Tizen developers have just announced Tizen 2.0 source code and SDK release. This release includes many new features and improvements over Tizen 1.0 released in April. The highlights of this release include: Enhanced Web framework that provides state-of-the-art HTML5/W3C API support Web UI framework, including full-screen and multi-window support Additional Tizen device APIs, such as Bluetooth and NFC support, and access to the device’s calendar, call history, and messaging subsystems Web Runtime framework supporting new configuration elements for specifying the required features and privileges, and providing the basic runtime environment for NPRuntime plugins Native framework supporting full-featured application development and providing a variety of features such as background applications, IP Push, and TTS (Text-To-Speech) Core and native reference applications including Calendar, Contacts, Gallery, Phone, Settings, and Video Player Enhanced Web IDE providing WYSIWYG design environment, Chrome-based JavaScript inspector, and JavaScript log viewer Native IDE providing a project wizard, WYSIWYG design […]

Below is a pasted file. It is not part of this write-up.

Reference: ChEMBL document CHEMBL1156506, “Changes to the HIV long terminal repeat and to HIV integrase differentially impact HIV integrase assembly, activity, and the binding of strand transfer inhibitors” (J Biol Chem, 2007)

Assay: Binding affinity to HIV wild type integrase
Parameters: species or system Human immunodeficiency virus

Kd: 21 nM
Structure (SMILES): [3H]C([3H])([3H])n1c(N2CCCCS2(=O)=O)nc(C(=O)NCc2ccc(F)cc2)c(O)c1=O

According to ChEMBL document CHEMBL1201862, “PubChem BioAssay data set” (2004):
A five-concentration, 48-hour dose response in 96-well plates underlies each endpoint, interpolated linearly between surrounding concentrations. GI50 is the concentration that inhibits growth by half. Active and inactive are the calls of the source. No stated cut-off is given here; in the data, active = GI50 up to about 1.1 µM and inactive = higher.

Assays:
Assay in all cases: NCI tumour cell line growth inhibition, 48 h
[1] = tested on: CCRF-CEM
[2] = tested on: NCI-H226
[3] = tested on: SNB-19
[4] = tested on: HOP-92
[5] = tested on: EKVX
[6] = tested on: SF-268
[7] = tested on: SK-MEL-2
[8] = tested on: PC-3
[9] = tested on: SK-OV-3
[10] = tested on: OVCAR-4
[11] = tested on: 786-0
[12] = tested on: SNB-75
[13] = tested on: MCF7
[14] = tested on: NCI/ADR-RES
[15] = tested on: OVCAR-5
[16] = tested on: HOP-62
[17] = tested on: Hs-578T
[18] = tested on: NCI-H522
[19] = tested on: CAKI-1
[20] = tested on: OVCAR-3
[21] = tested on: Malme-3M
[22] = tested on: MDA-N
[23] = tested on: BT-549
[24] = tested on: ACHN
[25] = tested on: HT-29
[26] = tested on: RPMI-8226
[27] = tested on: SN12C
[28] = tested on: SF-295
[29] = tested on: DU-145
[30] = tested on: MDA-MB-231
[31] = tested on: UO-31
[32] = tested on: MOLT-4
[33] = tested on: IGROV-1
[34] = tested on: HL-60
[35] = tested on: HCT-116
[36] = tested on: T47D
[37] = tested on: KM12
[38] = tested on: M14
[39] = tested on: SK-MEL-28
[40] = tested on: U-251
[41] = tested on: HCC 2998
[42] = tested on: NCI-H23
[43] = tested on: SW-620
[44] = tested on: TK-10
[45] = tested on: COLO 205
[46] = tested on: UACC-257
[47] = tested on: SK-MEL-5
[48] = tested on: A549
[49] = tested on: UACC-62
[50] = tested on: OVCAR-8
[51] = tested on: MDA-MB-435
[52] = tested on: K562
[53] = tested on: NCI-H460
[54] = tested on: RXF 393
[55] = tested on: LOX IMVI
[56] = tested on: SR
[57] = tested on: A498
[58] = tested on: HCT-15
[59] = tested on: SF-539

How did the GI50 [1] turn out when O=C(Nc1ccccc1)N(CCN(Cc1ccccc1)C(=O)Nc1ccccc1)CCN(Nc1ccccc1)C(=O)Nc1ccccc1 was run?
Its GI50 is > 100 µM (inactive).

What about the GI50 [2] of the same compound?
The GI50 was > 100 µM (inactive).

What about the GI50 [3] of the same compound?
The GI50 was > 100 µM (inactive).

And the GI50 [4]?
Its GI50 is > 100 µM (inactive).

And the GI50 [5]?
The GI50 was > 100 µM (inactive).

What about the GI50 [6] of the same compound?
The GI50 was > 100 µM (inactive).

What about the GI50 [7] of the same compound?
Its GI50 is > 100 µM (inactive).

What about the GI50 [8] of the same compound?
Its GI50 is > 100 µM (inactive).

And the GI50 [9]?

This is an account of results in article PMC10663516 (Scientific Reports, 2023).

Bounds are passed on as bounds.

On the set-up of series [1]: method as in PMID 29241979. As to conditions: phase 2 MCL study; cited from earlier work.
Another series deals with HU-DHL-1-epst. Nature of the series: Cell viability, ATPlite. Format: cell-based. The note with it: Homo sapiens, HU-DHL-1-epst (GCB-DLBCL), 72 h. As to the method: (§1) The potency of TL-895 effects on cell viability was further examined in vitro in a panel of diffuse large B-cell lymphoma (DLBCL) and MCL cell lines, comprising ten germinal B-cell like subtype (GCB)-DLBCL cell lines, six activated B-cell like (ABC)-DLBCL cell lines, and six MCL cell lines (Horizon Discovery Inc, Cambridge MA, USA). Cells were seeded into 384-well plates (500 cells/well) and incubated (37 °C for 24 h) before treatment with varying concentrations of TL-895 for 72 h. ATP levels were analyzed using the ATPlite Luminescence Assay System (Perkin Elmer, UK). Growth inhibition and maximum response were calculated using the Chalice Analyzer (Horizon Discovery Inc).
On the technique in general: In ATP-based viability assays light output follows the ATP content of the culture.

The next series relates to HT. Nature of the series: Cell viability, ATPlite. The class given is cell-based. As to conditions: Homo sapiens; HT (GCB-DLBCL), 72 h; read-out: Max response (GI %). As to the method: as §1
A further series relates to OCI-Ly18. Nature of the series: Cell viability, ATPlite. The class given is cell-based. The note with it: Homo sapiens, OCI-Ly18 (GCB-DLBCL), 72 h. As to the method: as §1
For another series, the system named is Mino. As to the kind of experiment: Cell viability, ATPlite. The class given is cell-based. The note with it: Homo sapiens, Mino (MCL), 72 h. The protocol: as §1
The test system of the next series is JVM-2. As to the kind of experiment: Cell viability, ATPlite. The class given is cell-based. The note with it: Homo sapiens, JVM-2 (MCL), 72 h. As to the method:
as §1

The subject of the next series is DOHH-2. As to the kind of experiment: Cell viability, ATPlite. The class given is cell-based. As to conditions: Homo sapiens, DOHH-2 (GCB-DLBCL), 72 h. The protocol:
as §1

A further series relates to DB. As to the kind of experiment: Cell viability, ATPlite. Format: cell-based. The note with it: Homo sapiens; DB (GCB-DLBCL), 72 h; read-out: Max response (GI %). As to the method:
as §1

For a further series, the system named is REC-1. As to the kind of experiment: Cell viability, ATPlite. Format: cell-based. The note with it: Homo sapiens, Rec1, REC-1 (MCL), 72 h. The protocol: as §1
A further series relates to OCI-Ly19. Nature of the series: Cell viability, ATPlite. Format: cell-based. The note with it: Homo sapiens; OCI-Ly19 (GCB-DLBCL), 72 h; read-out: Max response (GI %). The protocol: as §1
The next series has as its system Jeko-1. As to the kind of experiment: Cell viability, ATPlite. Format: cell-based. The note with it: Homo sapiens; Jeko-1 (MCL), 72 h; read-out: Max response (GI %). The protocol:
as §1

BoFs: Developer Tools and Methods: Tips & Tricks – ELCE 2012

Tim Bird, senior staff software engineer at Sony Network Entertainment, hosts a BoF session about tools & methods for embedded Linux developers at ELCE 2012. Abstract: In this Birds-of-a-Feather-session, Tim will share some of his favorite tips for developing embedded Linux software. This will include tips for using ‘git’, how he does multi-platform development, and tips for other tools that other developers might find useful. Prior to the event, Tim will do a survey and solicit ideas from other developers as well. Please come to this BoF prepared to share your own productivity tips for embedded Linux development. Tim talks is divided into the following key points: Git tips – How to finds info about commits (git log, git show), use aliases (e.g. for colored output), find a commit that caused problem (git bisect), and more Patch management – quilt patch managing tool, diffinfo, and splitpatch (to break patches apart) […]